In Re C (A Child) (HIV Test): FD 14 Sep 1999

The parents of a baby born to a HIV positive mother were strongly opposed to the testing of the child for HIV and to any form of medical intervention.
Held: There is a presumption that the united view of the parents of a child as to the treatment of the child correctly identified the best interests of the child and should be followed. This follows from section 5. The presumption is however rebuttable, and where the overwhelming evidence was contrary to that of the parents, it could be rebutted. the views of the parents looked at widely and generously were important factors in the decision, even, to some extent, irrespective of the validity of the underlying grounds for those views. The court noted that any applicant for an order had, in effect, to persuade the court that there positive grounds for taking the matter out of the hands of those with parental responsibility for the child. A court invited to over-ride parental wishes had to move extremely cautiously. However, in the instant case the arguments for over-riding the wishes of the parents and for testing the baby were overwhelming. The baby had rights of her own recognised in national and international law, the baby’s welfare was paramount, and in the baby’s interests the test should take place. ‘This baby has rights of her own. They can be considered nationally or internationally. Under our national law I must determine the case by reference to her welfare (s.1(1)); and, in particular, I must have regard to her physical needs (s.1(3)(b)); to her background, namely her mother’s infection (s.1(3)(d)); and to the harm which she is at risk of suffering (s.1(3)(e)). The UK has ratified the United Nations Convention on the Rights of the Child 1989 The Convention does not have the force of law but assists in our interpretation and development of the law. It is interesting to note that, in requiring respect for the responsibilities and rights of the parents, Art. 5 links them to the provision of appropriate direction and guidance in the child’s exercise of her or his own rights.’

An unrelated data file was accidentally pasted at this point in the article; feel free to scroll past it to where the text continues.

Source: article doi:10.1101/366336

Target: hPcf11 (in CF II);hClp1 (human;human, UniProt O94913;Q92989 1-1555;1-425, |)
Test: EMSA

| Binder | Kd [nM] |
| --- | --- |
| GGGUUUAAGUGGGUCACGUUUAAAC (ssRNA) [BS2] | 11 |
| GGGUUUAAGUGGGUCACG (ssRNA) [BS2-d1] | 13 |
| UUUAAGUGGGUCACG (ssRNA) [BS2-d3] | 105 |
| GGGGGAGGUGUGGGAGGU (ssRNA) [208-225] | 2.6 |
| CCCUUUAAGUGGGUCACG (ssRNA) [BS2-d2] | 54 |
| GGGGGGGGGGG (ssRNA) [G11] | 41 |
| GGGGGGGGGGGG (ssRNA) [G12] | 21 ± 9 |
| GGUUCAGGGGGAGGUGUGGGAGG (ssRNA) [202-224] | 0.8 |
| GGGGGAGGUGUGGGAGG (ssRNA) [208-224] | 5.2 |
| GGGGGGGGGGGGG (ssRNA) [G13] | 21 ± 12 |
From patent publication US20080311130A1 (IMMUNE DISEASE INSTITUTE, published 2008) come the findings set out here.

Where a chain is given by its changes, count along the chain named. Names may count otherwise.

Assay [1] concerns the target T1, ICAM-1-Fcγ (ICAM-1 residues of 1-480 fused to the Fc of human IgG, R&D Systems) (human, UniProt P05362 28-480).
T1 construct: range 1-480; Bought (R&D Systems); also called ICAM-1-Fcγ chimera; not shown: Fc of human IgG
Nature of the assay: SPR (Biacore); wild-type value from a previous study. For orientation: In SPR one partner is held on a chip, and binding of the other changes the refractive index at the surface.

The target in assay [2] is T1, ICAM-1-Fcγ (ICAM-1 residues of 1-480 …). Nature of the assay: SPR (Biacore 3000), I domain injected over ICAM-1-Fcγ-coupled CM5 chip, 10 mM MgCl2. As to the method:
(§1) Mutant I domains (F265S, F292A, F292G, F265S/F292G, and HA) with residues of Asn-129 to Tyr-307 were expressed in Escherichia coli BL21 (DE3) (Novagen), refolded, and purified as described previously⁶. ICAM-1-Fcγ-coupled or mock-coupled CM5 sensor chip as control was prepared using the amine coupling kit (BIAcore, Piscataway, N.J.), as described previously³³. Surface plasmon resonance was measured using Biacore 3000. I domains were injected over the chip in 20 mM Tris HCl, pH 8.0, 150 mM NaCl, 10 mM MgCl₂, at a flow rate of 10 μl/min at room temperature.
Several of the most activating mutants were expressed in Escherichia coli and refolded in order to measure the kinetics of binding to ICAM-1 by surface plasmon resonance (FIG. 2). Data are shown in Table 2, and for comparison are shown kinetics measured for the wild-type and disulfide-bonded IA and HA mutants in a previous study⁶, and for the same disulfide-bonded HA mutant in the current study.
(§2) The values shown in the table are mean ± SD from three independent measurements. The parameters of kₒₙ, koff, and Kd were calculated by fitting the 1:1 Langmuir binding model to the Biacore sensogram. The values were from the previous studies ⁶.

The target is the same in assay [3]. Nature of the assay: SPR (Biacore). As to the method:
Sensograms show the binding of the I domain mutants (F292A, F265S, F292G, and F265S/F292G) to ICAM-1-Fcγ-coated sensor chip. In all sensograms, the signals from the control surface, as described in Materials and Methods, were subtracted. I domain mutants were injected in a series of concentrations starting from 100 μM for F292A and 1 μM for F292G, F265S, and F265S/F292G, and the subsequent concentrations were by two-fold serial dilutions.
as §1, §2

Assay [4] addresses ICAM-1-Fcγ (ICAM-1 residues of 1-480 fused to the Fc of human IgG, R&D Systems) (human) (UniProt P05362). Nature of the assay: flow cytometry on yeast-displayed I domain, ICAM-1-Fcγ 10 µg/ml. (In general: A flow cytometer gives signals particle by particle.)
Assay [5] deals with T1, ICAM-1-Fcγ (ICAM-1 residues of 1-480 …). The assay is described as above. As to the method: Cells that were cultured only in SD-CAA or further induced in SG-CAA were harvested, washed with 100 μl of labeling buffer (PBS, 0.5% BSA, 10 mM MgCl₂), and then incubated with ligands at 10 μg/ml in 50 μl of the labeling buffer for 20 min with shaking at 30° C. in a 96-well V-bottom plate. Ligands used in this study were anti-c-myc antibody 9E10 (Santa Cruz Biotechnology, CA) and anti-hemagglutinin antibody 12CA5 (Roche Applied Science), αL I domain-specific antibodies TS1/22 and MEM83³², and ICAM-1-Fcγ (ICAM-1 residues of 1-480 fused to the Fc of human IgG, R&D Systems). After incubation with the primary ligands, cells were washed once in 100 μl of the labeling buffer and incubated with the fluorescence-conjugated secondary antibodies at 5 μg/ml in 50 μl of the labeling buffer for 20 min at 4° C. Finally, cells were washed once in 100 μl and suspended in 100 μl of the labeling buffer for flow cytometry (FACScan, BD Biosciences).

Wilson J


Times 14-Sep-1999, 1999 2 FLR 1004


Children Act 1989 1(5) 5

Cited by:

CitedA and D v B and E FD 13-Jun-2003
In two separate actions, fathers with parental responsibility sought orders requiring the mothers of their children to ensure they received the MMR vaccine. Each mother objected, having suspicions as to the safety of the treatment. Specific issue . .
Lists of cited by and citing cases may be incomplete.


Updated: 08 April 2022; Ref: scu.81768